DJIBOUTI NOVEMBER 14, 2017 (CISA) – Bishop Giorgio Bertin of Djibouti and the Apostolic Administrator of Mogadishu has said the recent elections in Somali-land gives hope and represents an encouraging form of democracy in the region.“
These elections are important because they can continue to demonstrate that some form of democracy is possible in Somali-land and, if all goes well, they will represent a further demonstration of the institutions seriousness,” said Bishop Bertin, reported Fides.
“For Somali-land this appointment means that the country remains stable; for Somalia and for the whole region it represents the demonstration that a certain form of democracy is also possible in the Horn of Africa because there are difficulties with regards to democracy in Ethiopia, Kenya and Djibouti; and this small unrecognized state could encourage the people in nearby countries to choose paths towards full democratization,” added the bishop.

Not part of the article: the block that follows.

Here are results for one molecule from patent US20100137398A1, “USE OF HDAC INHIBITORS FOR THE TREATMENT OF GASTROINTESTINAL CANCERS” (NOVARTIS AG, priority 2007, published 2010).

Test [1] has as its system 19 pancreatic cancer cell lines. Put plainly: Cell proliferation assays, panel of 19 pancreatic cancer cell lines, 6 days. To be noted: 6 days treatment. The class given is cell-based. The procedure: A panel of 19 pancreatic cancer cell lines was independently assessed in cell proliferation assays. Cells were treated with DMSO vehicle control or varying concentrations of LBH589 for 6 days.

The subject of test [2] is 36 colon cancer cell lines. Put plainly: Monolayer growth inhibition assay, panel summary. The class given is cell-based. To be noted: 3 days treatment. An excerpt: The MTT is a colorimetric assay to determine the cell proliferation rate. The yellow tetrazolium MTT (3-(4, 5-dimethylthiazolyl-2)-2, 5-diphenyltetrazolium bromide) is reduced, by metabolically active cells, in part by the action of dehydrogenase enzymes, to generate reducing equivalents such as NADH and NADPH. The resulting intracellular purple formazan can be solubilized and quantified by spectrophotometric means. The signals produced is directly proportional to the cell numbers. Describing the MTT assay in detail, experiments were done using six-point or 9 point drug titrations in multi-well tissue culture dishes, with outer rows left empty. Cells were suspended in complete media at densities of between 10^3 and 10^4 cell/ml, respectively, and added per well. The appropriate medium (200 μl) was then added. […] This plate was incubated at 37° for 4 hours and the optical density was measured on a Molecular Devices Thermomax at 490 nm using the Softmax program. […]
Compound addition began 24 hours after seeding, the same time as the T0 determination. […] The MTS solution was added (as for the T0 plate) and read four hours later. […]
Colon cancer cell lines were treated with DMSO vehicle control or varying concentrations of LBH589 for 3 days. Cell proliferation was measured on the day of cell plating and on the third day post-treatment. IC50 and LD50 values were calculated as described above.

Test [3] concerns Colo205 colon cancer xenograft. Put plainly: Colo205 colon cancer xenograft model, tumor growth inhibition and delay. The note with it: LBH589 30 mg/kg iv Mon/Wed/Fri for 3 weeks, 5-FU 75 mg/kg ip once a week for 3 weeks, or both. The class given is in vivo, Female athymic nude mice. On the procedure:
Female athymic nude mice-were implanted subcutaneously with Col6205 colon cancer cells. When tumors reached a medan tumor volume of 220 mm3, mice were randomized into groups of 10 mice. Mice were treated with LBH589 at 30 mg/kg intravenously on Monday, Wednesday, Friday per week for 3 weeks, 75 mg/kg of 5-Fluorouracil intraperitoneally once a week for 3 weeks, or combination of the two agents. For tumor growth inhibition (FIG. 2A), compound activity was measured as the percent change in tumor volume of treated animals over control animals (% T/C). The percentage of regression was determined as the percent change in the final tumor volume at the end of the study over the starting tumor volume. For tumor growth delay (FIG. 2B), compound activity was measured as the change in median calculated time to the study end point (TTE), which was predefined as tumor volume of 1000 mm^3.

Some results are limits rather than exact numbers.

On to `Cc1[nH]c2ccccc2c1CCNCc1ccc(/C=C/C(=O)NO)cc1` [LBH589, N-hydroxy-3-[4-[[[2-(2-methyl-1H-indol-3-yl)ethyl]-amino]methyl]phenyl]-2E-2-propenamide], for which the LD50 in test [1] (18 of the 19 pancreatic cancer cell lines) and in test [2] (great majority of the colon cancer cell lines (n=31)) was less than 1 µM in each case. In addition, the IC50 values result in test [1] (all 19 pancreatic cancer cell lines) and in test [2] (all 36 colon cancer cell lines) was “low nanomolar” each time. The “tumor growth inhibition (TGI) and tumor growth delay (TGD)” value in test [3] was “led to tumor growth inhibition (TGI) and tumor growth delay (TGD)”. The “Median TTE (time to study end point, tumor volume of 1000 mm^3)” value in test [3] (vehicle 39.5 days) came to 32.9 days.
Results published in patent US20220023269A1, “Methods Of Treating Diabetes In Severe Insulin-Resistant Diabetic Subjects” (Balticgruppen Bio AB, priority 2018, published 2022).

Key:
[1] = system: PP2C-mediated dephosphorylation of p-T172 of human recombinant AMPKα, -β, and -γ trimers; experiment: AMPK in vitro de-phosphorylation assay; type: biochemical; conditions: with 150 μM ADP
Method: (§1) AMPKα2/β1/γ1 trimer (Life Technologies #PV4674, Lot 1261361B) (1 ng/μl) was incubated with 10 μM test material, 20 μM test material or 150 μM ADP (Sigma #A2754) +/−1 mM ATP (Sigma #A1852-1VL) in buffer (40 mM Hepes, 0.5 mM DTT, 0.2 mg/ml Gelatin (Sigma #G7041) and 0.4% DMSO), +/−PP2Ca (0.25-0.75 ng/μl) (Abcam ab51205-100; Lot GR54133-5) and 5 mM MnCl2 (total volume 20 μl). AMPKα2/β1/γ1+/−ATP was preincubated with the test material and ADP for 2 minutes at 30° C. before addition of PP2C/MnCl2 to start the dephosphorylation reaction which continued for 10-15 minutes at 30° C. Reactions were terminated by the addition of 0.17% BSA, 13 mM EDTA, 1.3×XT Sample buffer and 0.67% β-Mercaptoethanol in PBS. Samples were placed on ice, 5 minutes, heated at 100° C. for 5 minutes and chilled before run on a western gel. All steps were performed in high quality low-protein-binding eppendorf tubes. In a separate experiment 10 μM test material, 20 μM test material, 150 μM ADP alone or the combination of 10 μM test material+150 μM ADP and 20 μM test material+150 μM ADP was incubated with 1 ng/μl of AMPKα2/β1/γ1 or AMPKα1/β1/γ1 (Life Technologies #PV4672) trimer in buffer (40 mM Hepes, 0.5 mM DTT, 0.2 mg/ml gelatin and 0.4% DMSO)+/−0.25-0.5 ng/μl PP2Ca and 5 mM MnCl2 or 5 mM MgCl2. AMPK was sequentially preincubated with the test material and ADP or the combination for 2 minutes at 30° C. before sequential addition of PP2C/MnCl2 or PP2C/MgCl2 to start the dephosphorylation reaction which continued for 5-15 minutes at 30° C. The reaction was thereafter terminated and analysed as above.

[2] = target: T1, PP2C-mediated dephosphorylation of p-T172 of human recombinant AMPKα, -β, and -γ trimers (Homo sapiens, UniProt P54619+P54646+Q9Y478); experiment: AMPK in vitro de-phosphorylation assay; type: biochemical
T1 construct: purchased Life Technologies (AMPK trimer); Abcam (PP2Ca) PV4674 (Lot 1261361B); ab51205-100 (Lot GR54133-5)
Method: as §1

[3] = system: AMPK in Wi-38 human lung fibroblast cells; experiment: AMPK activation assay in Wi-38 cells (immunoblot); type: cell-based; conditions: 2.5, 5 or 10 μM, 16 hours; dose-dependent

Out of a largely nomadic population of 4 million people, about 700,000 were registered to participate in the November 13 elections to choose the president who will succeed Ahmed Mohamed Silanyo.
The presidential race attracted three candidates including; Muse Bihi Abdi of the ruling Solidarity party; Abddirahman Mohamed Abdullani ‘Irro’ of the National arty and Faysal ali Warabe of Justice and Welfare party.
According to the National Election Commission, the voting and the campaign period was peaceful and each of the candidates was given specific days to submit their own program, and the three then confronted each other in a public debate, followed by the media and broadcast via streaming from the capital Hargeisa.
“Our wish is that the entire electoral process, from voting to counting, to the final outcome, takes place and ends in the utmost transparency, in order to start a real democratic future that meets the needs of young people,” stated Bishop Bertin.
Somali-land, former British protectorate, declared independence in 1991 but, to date, it is not recognized by any state of the international community.
Somali-land is today organized as a real and proper state: it has a Constitution, approved by popular referendum in 2001, a multiparty system, holds elections and has an army, a flag and own currency.